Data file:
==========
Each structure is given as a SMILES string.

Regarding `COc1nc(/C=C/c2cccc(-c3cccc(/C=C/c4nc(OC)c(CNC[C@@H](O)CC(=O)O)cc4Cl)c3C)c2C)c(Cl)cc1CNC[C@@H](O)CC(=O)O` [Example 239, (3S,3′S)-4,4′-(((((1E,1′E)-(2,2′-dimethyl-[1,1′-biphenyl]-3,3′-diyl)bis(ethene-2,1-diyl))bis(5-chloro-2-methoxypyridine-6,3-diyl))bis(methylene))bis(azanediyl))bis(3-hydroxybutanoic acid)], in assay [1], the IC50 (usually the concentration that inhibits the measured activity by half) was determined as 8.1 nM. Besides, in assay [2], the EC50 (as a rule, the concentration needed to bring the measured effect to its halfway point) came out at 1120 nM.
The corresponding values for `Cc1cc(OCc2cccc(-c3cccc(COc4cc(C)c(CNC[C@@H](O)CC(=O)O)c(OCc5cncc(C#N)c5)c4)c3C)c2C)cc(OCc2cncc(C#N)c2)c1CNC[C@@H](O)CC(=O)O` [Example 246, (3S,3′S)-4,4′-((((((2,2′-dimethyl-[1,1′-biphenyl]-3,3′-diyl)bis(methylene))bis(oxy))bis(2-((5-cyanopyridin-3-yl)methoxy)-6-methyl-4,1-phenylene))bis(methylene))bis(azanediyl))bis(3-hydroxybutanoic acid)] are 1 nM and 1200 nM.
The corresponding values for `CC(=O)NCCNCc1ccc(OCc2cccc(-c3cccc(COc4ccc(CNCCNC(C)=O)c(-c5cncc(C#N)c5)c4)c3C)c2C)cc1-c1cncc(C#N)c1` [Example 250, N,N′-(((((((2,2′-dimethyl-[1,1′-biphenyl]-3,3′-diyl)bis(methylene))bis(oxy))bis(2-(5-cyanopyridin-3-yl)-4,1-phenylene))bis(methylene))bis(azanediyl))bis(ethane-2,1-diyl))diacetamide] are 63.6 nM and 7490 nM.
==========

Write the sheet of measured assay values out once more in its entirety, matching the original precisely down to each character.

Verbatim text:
Each structure is given as a SMILES string.

Regarding `COc1nc(/C=C/c2cccc(-c3cccc(/C=C/c4nc(OC)c(CNC[C@@H](O)CC(=O)O)cc4Cl)c3C)c2C)c(Cl)cc1CNC[C@@H](O)CC(=O)O` [Example 239, (3S,3′S)-4,4′-(((((1E,1′E)-(2,2′-dimethyl-[1,1′-biphenyl]-3,3′-diyl)bis(ethene-2,1-diyl))bis(5-chloro-2-methoxypyridine-6,3-diyl))bis(methylene))bis(azanediyl))bis(3-hydroxybutanoic acid)], in assay [1], the IC50 (usually the concentration that inhibits the measured activity by half) was determined as 8.1 nM. Besides, in assay [2], the EC50 (as a rule, the concentration needed to bring the measured effect to its halfway point) came out at 1120 nM.
The corresponding values for `Cc1cc(OCc2cccc(-c3cccc(COc4cc(C)c(CNC[C@@H](O)CC(=O)O)c(OCc5cncc(C#N)c5)c4)c3C)c2C)cc(OCc2cncc(C#N)c2)c1CNC[C@@H](O)CC(=O)O` [Example 246, (3S,3′S)-4,4′-((((((2,2′-dimethyl-[1,1′-biphenyl]-3,3′-diyl)bis(methylene))bis(oxy))bis(2-((5-cyanopyridin-3-yl)methoxy)-6-methyl-4,1-phenylene))bis(methylene))bis(azanediyl))bis(3-hydroxybutanoic acid)] are 1 nM and 1200 nM.
The corresponding values for `CC(=O)NCCNCc1ccc(OCc2cccc(-c3cccc(COc4ccc(CNCCNC(C)=O)c(-c5cncc(C#N)c5)c4)c3C)c2C)cc1-c1cncc(C#N)c1` [Example 250, N,N′-(((((((2,2′-dimethyl-[1,1′-biphenyl]-3,3′-diyl)bis(methylene))bis(oxy))bis(2-(5-cyanopyridin-3-yl)-4,1-phenylene))bis(methylene))bis(azanediyl))bis(ethane-2,1-diyl))diacetamide] are 63.6 nM and 7490 nM.